Perception, red cart
A popcorn cart somewhere in the Butchart Gardens, Vancouver. October, 2011


Being able to see is a gift most of us take for granted. The sense of sight gives us the chance to view the world in all its splendor and natural beauty. Our two eyes become gateways to visual worlds we never before knew existed.

Sometimes though, this gift of sight impels us to make rash judgments of people, things or places around us. We inevitably form first impressions of the things we see. These initial notions we have are sometimes positive, sometimes negative. Oftentimes, it’s these first moments of encounter which make or break potential relationships- whatever type they may be.

Just like an unassuming red popcorn cart right smack in the middle of a park, anybody who happens to be exposed for everyone to feast their eyes on becomes vulnerable and susceptible to all forms of judgment.

When people look at that red popcorn cart, they’ll come up with all sorts of perceptions about it. Some may think that it’s the most beautiful thing they’ve ever laid eyes on, while others may simply look away. Similarly, when you meet someone for the first time, your mind quickly processes what you see, and creates a profile of that person in front of you. When you see a woman sporting flashy jewelry, you’ll instantly think that she’s the ostentatious type.

They say you should never judge a book by its cover. But without a cover, how else will we keep an imprint of that book? How can we possibly etch a memory of a person without associating him or her with a particular look?

On a certain scale, because first impressions seem to define how people perceive us, it becomes highly important that we somehow pay close attention to how we look. We should think of ourselves as presents (no matter how shallow) – nobody will give us the time of day if we wrap ourselves in plain brown paper. :/

Today’s verse to ponder: “Stop judging that you may not be judged;  for with the judgment you are judging, you will be judged, and with the measure that you are measuring out, they will measure out to you.” – Matthew 7:1-2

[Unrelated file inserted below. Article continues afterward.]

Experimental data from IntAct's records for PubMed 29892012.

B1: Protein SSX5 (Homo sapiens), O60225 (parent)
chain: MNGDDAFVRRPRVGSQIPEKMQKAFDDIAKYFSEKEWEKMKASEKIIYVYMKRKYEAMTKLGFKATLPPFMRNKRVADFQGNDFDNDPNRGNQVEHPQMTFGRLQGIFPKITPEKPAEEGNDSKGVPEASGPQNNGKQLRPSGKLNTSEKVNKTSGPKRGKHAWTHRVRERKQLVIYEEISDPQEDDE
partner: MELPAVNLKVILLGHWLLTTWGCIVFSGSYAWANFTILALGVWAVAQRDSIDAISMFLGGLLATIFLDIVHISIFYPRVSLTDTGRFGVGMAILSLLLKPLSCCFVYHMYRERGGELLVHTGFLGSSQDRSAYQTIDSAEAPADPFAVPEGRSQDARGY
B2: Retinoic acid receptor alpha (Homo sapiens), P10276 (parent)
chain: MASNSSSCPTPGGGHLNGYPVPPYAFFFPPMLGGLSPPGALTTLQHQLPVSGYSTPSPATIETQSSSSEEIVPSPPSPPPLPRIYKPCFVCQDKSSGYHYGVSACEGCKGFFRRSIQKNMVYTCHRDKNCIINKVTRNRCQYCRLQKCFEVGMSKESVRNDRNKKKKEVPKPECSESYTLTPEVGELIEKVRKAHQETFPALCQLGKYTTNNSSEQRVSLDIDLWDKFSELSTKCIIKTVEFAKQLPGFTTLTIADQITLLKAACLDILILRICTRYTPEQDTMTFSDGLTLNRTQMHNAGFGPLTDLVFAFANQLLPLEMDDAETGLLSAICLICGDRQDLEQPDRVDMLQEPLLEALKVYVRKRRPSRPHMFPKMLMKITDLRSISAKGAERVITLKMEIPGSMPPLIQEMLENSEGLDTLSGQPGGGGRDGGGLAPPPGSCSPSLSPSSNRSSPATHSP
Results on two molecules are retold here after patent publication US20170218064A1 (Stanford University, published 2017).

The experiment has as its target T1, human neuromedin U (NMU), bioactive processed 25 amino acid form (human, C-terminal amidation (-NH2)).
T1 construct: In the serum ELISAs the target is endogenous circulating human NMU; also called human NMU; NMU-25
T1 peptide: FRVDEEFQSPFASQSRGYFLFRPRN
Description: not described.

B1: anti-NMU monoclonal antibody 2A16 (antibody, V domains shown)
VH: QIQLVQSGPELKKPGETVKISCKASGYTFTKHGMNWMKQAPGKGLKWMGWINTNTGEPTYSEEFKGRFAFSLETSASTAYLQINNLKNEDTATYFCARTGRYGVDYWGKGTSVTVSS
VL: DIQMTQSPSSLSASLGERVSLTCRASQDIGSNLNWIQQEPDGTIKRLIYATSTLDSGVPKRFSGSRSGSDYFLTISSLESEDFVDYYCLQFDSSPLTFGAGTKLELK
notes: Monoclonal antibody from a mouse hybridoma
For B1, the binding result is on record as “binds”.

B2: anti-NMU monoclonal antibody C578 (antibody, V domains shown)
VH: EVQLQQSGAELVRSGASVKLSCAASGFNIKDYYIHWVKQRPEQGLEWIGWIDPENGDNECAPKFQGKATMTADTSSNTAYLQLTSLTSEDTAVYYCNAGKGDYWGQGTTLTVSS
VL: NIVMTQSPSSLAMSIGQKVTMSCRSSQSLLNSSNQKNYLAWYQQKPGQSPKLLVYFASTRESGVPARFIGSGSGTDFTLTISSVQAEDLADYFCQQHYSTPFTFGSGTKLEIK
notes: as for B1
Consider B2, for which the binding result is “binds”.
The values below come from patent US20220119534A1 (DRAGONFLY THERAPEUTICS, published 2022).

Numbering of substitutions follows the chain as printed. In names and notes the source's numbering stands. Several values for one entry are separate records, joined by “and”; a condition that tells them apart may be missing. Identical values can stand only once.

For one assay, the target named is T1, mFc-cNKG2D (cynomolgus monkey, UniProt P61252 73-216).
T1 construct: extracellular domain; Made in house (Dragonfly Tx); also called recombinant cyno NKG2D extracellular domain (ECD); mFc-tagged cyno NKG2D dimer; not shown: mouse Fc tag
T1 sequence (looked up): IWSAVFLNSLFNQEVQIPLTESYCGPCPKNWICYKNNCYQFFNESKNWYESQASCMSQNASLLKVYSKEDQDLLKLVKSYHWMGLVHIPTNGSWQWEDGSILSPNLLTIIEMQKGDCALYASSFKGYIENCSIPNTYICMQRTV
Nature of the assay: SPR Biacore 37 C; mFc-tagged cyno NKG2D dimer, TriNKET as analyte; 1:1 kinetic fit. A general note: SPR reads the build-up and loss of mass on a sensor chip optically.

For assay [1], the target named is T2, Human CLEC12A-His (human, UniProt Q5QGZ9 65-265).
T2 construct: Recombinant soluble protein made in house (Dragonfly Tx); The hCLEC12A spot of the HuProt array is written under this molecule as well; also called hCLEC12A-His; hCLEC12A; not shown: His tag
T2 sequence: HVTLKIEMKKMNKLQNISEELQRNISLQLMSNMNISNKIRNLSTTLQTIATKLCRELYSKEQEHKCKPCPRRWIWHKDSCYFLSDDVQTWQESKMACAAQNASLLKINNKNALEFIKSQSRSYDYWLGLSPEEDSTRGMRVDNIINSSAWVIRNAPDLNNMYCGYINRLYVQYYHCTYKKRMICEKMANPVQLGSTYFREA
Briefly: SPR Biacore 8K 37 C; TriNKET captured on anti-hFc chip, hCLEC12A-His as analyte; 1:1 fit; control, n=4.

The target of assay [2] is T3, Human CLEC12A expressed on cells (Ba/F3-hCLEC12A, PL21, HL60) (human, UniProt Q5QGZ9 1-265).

Also, remember; people only understand from their level of perception, so it’s not your fault if they only see the inessentials.


  1. Ang lalim!!! hihi Anyway, na tamaan ako sa wrapped in brown paper haha I didn’t care how I looked kasi, on regular day, at least. I do dress up according to the occasion. But now, I make sure I have some powder and lip gloss on when going to the mall because sometimes, we never know who we meet. Haist! Kaka pressure! hahaha

    1. Ahaha, ja, sometimes people could be judgmental…nothing wrong in going natural, I’m for that pero sometimes there are people who pick on you because of the outside appearance. 🙂

  2. hugot ba ito? My husband always tells me that I have the perfect eyes, because I always look beyond people’s looks (outer look). Kasi nakikita ko ang kabutihan ng tao at hindi ang magandang panlabas na anyo lamang niya at minsan kahit gaano sya kaganda sa labas na anyo kung pangit ugali, pangit talaga sya para sa akin. Sabi nga nila, the eyes are the window to our soul, so mas makikita natin din ang kabutihan ng tao kung titingnan natin sila sa mata.

    1. It’s always easy to say, I am more of seeing the inner beauty, too, but people really look toward people’s appearance and judge others as shallow as that. 🙂

  3. This reminds in the office, where my colleagues are so busy prepping their makeups, while I am busy perfecting my skincare. I dont wear makeup in the office, unless am going to meet a client 🙂
    This helps to allow my skin to breath, and be au naturale.

  4. I dunno but I’m no someone who’ll dress to project perception that isn’t me. In fact I avoid occasions where I need to doll up and wear stilletos … it’s always a comforting feeling to be just me..heck, my friends should accept me for what I am… and they shouldn’t start picking on me for my appearance for I will not go down without a fight… hihihihi 🙂

    1. Friends are that, they will love us for who we are…I’m pointing out the people who see the outside beauty as though it’s the most important. It’s not being untrue to one’s self…it’s just not making them see through you easily…

  5. Beautiful and profound words. It’s true, that people only understand from their level of perception. Hence, at an early age, we make our kids (and by default, ourselves) see the world and understand the diversity of people’s perceptions. For us, it’s making them feel all the parts of that big grey elephant so they can put the pieces together and understand the purpose of their existence by understanding the global world they live in.

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